Pros and Cons of Buying a Foreclosed Home
If you’re in the market for a new home, perhaps you’ve browsed listings and come across a foreclosure or two that you like. Maybe you’ve even noticed that some of these homes have listing prices that are below the typical market value in your area.
Buying a foreclosed home can be a great investment – but it also comes with its own set of risks and challenges. Here’s what you need to know if you’re thinking about purchasing a foreclosure.
What is a foreclosure?
First, it makes sense to understand exactly what a foreclosure is. A foreclosure is a property that has been repossessed by a lender because of nonpayment. These lenders, typically banks, then sell off the property to recoup their losses.
Pros of buying a foreclosure
One of the biggest reasons that homebuyers purchase foreclosures is the potential to score a great home at a discounted price. Generally, banks are eager to get these properties off their books and are willing to let the home go for a price below comps in the area. Other potential advantages to buying a foreclosure include:
- Potential to get a better house for the price – Since lenders often price foreclosures for a quick sale, buyers may be able to score a larger or nicer house than they otherwise would be able to afford. Foreclosures can be found at every price point, from starter homes to luxury mansions.
- Upgrades can pay off big – If you’re willing to put some sweat equity into your foreclosure, the return you’ll see on the property’s value could be significant.
Cons of buying a foreclosure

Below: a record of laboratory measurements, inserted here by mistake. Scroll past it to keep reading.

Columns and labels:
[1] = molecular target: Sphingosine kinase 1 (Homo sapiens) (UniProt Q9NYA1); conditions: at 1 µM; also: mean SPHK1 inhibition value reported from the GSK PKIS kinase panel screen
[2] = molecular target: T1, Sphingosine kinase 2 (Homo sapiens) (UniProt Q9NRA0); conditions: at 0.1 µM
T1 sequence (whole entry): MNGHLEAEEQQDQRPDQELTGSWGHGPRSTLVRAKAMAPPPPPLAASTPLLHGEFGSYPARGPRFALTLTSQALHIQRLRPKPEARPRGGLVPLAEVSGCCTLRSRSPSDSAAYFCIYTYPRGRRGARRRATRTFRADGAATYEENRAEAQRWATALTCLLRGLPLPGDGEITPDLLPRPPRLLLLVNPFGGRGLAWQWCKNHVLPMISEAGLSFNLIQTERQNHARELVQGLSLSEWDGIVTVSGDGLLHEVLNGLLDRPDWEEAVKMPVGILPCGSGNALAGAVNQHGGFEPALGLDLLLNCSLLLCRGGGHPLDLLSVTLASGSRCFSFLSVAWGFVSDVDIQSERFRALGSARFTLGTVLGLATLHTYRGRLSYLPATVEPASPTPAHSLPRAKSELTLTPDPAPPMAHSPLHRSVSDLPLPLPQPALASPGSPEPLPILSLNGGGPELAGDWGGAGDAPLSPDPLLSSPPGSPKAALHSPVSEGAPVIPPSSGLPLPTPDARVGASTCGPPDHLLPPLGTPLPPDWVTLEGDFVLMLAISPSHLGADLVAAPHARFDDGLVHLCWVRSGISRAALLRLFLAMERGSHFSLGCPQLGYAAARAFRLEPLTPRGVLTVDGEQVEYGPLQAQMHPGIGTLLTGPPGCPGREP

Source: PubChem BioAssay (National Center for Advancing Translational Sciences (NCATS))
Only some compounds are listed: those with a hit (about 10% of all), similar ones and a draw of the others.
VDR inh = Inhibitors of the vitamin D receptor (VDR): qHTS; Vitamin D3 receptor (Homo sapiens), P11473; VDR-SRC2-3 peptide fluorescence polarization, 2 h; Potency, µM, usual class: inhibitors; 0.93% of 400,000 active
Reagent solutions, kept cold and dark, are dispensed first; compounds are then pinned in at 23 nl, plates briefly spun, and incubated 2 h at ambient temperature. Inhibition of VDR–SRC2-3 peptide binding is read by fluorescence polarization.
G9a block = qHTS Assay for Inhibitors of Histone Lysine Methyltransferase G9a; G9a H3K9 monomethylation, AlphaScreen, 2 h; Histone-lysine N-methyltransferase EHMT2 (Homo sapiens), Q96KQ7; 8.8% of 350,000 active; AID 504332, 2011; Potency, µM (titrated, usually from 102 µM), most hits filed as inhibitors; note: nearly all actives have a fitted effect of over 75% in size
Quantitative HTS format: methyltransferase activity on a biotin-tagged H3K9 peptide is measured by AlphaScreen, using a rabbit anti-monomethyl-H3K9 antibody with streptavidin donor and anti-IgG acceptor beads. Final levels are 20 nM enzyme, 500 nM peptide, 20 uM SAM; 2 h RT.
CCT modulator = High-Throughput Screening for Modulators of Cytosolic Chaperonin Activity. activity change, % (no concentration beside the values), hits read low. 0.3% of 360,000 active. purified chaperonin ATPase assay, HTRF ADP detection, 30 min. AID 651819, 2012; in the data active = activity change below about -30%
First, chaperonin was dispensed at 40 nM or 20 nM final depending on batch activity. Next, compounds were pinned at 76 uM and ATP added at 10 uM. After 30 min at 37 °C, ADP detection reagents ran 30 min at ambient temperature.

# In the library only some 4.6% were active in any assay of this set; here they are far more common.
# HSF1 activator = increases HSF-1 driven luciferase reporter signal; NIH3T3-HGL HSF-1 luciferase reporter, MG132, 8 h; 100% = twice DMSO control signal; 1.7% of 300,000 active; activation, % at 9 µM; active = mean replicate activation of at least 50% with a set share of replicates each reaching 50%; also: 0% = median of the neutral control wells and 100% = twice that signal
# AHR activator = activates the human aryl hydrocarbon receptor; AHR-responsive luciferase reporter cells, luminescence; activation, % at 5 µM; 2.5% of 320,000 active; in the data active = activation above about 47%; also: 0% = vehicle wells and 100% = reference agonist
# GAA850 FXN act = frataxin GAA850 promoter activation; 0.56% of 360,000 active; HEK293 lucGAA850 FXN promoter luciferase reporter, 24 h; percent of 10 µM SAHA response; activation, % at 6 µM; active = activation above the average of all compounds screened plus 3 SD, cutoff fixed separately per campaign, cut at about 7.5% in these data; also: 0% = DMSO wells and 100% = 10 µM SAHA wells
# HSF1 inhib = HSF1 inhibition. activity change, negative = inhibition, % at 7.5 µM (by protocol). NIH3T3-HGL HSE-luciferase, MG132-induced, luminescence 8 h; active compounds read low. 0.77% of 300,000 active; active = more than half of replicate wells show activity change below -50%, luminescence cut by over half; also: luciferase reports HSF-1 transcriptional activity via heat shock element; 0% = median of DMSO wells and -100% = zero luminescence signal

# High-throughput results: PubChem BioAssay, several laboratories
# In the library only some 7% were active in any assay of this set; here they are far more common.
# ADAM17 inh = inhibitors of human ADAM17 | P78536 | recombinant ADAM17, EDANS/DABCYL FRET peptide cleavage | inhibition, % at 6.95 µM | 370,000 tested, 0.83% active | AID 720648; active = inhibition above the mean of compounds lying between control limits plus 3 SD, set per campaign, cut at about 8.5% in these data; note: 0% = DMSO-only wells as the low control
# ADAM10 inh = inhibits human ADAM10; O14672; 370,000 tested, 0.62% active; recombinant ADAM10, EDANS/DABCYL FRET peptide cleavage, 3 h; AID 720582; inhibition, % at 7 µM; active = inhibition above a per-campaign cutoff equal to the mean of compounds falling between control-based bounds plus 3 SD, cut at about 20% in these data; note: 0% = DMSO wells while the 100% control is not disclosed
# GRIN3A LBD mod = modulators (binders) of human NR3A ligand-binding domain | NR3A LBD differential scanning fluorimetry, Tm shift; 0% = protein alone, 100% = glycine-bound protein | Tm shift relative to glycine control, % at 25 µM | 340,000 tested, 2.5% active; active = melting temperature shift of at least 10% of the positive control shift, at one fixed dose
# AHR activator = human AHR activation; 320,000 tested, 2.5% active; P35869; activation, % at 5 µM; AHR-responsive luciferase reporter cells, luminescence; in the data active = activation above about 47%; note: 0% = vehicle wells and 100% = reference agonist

While scoring a great house at a low price seems like enough motivation to buy a foreclosure, there are certainly some disadvantages you should consider. These include:
- You may have to pay cash – Some foreclosures are sold at auction to the highest bidder. If you want to guarantee you win the bid, be prepared to pay all cash on the spot.
- You may not get to inspect the house – Most foreclosures are sold as-is, meaning that the buyer absorbs any responsibility for repairs, liens or back payments on utilities. You may not have an opportunity to inspect the home before the purchase, so you will assume the risk for whatever you may find once you get inside.
- You may not qualify for a loan – Some lenders have restrictions on distressed properties, making financing a foreclosure a challenge.
- The property may need serious repair – If the home has been vacant for any period of time, serious issues could have occurred. It’s possible that the property has been vandalized or looted. The previous owner may not have kept up maintenance because of financial hardship. With the utilities shut off, pipes could have frozen, pests could have invaded and cracks may have formed in the walls and foundation.
Is a foreclosure right for you?
The pros and cons listed above are just some of the issues you should consider when buying a foreclosure. If you’re serious about purchasing a distressed property, make sure to do your research and prepare for a closing process that can be more stressful and complex than a traditional sale.
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